Sorry about the missed week last week; Gen Con killed me. I was gonna take a suggestion from Eric McErlain this week, but it’s a little too close to the last one in theme, so I think I’m gonna save it for a little while.
Also, I put together a Monday Mashup page for your delight and amusement.
What else… oh, yeah, I need to come up with something this week. OK, let’s pick some low-hanging fruit. Your inspiration this week is The Lion, the Witch, and the Wardrobe. Go.
The hook for the first Narnia book is children seeking to escape their mundane lives. Through a world of fantasy, they find their true purpose. That’s pretty easy to work with.
Let’s do this one Unknown Armies style. It’ll need to be a street level game, with PCs unaware of the occult underground. They’ll be the rank and file office workers and temps of America — in fact, let’s ride that hook and go Office Space. They are temps and office workers, all of whom happen to work in the same building, although not necessarily for the same company.
When the ragged old guy who used to work in the mailroom dies, the PCs are all down there picking up packages. And an angel comes to claim his soul. When they investigate further, they find a passageway in the back of his dingy little workspace. Said passageway leads to one of those special little extradimensional spaces you get in UA from time to time.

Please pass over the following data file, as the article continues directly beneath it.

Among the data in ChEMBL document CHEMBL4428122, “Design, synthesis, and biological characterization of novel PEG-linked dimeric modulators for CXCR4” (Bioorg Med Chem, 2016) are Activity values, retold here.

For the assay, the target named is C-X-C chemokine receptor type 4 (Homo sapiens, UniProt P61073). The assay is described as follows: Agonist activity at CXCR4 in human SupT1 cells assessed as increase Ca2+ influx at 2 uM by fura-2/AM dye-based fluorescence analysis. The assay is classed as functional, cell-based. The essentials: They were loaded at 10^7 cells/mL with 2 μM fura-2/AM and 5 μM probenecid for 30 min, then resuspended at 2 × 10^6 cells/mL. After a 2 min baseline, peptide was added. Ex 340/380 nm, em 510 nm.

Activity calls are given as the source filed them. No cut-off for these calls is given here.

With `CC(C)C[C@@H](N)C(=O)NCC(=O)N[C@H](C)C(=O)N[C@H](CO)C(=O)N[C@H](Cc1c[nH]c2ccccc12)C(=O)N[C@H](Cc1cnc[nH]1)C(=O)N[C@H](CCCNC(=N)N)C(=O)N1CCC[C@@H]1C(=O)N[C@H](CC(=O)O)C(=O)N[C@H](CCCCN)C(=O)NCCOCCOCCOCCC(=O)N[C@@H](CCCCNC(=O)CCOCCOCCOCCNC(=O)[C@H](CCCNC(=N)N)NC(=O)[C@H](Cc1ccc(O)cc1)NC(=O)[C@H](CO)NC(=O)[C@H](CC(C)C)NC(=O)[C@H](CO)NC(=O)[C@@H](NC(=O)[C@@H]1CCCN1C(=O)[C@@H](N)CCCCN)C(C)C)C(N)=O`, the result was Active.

It’s, ah. It’s a fantasy world created by the old mailroom guy because he refused to deal with the ordinary world. I think we’re looking for a Henry Darger feel — beautiful but somewhat akilter. But there should be a lion, a witch, and a wardrobe — let’s say the guy was influenced by C. S. Lewis.
The “angel” was really one of his creations, and it took his soul back into the fantasy world. Which, as it turns out, sucks — it’s a sterile place to spend eternity, and he badly wants to get out and go to the proper place. Meanwhile, various adepts and avatars noticed the mystical energy released by the guy’s death and they want to get themselves a piece of that, which should keep the game firmly grounded in the grit of the OU.
Moral of the story: if you hide away in your own mind, you’re stuck being a mailroom guy forever.